There are just…so many issues with this book that I’m forced into the opinion that it simply isn’t ready for publication. Besides the lack of character and plot development, the writing and grammar are just so poor that it needs heavy bouts of editing and rewriting before being put into the world. Despite all that, I didn’t hate this book–it didn’t frustrate and anger me, but…it’s simply a poorly written and executed novel. It has very few redeeming qualities, and it’s, at best, a rough draft.
I was provided with a copy of this book by a friend, who knows the author. Technically, I suppose you could call this a review request, but it was fairly indirect. I have had no personal contact with the author as far as I know.
What I Liked: Spoilers!
- Honestly, I can’t think of anything specific about this book that made me give it two stars instead of just one. It was engaging on occasion, if you could ignore all the misspelled words and decimated grammar, but other than that, my only real reason is because one stars, in my opinion, should be reserved for books that really boil my blood, or I find offensive, or just ignite a feeling a general hatred in me. This book didn’t do any of that, so I didn’t feel like it deserved an “I hated it” rating.
What I Didn’t Like:
- This is a book (supposedly) about a group of survivors trying to stay safe from zombie-like creatures called the wild. (Which I wish would have been capitalized or something so I could distinguish them from something simply being described as “wild”.) However, I’m sad to say the story had almost nothing to do with the wild themselves–in the beginning, the survivors, including our main character Neela, are afraid of the wild and trying to stay safe from them. But apart from a couple brief encounters with the creatures (Neela stabbing one, and then Darcy and Neela running from a group of them), they only loom as an idea in the background and never make an actual appearance in the plot. The wild are actually some weird side effect from a miracle “cure” to improve upon human DNA, created by a woman named Soul. (Although it never was explained how the wild came to be, since people who accept the cure become perfect beings, and people who reject it become their mindless servants–neither of which are the wild.) So, if you think this is going to be a zombie book, think again. Zombie lovers will be disappointed.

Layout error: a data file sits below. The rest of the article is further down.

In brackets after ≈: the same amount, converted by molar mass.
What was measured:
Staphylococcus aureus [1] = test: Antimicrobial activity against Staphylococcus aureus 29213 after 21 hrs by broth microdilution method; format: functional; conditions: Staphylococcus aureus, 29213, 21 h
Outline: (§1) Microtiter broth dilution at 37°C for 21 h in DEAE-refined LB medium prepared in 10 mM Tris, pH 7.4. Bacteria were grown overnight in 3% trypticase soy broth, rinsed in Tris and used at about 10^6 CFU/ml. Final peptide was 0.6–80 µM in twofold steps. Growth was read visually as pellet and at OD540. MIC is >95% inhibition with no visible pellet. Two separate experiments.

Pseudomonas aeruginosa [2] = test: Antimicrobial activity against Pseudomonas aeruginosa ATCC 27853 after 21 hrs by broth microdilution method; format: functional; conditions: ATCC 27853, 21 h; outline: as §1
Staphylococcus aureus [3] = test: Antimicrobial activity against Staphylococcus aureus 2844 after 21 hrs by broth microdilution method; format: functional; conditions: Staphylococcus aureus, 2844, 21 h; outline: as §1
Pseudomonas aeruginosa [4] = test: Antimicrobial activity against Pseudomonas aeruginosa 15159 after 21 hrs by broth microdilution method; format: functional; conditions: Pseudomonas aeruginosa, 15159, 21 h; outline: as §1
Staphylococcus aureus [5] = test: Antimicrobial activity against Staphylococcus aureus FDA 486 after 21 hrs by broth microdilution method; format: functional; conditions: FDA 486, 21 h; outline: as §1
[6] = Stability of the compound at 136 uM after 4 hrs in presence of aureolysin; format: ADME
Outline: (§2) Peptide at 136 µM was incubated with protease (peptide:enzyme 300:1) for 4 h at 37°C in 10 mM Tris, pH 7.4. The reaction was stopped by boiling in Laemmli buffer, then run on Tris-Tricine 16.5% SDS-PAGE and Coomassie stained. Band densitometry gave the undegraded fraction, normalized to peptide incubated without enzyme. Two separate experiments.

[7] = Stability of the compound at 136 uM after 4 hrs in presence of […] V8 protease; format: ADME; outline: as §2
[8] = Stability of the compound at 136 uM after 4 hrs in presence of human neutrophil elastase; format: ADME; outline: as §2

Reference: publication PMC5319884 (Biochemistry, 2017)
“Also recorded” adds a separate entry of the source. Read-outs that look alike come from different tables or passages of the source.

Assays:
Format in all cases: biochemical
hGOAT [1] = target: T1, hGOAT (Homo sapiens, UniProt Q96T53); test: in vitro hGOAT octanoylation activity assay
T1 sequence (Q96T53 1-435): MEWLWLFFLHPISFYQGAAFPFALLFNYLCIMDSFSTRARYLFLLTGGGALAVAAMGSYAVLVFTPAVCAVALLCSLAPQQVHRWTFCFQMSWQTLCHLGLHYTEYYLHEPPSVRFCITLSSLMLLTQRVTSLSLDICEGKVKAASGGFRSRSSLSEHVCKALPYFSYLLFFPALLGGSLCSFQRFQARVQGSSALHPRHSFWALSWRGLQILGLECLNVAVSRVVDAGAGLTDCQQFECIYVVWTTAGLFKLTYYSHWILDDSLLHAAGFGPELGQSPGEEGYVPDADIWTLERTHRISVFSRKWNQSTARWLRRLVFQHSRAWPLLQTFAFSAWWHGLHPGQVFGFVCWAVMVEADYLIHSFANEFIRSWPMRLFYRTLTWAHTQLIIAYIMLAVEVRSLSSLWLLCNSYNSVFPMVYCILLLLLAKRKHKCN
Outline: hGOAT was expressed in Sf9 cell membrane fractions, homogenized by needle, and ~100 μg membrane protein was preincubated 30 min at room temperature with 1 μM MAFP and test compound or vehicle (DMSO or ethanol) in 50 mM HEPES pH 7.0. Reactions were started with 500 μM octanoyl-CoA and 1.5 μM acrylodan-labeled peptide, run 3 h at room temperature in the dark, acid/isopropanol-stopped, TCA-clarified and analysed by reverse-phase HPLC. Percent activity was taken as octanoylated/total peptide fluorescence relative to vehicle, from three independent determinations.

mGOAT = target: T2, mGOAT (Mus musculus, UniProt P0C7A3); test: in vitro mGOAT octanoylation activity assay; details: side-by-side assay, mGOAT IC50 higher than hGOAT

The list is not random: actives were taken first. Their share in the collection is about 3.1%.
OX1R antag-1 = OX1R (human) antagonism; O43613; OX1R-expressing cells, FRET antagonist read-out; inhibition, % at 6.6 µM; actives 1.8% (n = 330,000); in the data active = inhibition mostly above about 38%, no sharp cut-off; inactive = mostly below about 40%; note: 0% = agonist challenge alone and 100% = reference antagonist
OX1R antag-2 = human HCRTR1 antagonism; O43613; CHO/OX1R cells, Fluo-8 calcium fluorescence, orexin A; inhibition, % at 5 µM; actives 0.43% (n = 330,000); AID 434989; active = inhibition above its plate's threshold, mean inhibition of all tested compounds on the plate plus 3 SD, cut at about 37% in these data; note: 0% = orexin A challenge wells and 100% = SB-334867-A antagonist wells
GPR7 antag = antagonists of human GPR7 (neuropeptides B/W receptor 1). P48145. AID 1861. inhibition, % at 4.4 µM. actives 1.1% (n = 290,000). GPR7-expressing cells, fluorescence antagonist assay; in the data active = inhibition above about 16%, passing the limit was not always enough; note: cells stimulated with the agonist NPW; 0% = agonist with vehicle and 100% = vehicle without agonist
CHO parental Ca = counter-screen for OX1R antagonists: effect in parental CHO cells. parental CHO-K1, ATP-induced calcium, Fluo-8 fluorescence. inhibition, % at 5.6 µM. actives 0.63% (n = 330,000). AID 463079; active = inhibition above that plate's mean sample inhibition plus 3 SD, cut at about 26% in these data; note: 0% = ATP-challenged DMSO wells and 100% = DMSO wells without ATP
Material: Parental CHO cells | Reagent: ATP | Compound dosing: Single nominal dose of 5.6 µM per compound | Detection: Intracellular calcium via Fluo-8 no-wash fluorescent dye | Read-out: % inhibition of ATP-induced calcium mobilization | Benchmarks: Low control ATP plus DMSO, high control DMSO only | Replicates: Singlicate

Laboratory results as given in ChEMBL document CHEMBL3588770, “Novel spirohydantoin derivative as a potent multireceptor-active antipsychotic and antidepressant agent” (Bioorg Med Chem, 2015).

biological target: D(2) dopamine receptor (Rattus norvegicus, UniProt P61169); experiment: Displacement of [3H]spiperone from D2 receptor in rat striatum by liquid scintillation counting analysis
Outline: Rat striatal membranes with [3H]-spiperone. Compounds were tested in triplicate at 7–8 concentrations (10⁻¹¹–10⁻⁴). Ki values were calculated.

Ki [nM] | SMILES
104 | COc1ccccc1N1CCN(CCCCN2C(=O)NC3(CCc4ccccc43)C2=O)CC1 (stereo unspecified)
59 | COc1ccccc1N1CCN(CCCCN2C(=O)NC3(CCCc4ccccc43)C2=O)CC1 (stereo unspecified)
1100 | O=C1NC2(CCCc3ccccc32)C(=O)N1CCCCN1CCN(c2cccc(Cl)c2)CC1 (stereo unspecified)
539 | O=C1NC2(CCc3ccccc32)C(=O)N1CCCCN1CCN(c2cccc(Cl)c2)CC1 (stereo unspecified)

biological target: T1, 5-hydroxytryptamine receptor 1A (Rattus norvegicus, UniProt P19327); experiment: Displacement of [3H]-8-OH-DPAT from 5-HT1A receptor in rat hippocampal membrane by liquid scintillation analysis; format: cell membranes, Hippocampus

- The grammar and writing in this book was just…bad. There were the most basic misspellings (like “women” in reference to one “woman”–which happened more than once–and “latter” instead of “ladder”–which also happened more than once). By the time I sat down for my first status update, I’d already come across dozens of errors. The grammar in the dialogue was just awful as well. And once, a sentence even went like this: When I didn’t reply Sarah just continued so that I wouldn’t have to, “Dr. C say’s I can work here all year if I like,” said Sarah, “If that’s okay with you that is.” Yikes! I mean, with all the errors in that one sentence, the most startling in “say’s”. Say is? These are things kids learn in elementary and middle school, and these errors are so consistent that it made the book nearly unreadable. I can forgive the occasional typo, but not when the entire book just needs to be marked almost entirely with a red pen. It was the worst part of the whole thing, and so very frustrating, especially for someone like me who cares very, very much about using correct grammar and forming legitimate sentences.
- Beside all that, the characters were just…boring. Neela actually read more like a twenty-something man than an eighteen-year-old girl, and that made her narration feel really strange to me the whole way through. Except for about a chapter when Neela lets Darcy (her love interest) take care of her after she’s wounded, none of the characters showed any development or dynamic changes whatsoever. There’s a really awkward climax where Neela threatens to shoot the doctor, only to all of a sudden remember something the reader was never told and go after someone else. Darcy, face with a life-threatening wound (which I’m not sure how he got), is literally brought back from death when Neela kisses him. The whole thing was clunky and awkward and there was no character or plot development, except for discovering The Fold–the bad guys. And…well, that’s about all that happened.
Overall: This book is still in its rough draft phase, and it’s really not readable at this point with the grammatical and writing errors being what they are. There’s absolutely no character or plot development, even when you get all the way to the end, and it’s just not worth reading as it is right now. Maybe it if underwent heavy editing and serious rewriting (and a blurb change, since this book has almost nothing to do with zombies at all) it would be something worth picking up. But right now, I really don’t recommend it. It’s too rough. And the story doesn’t save it from that.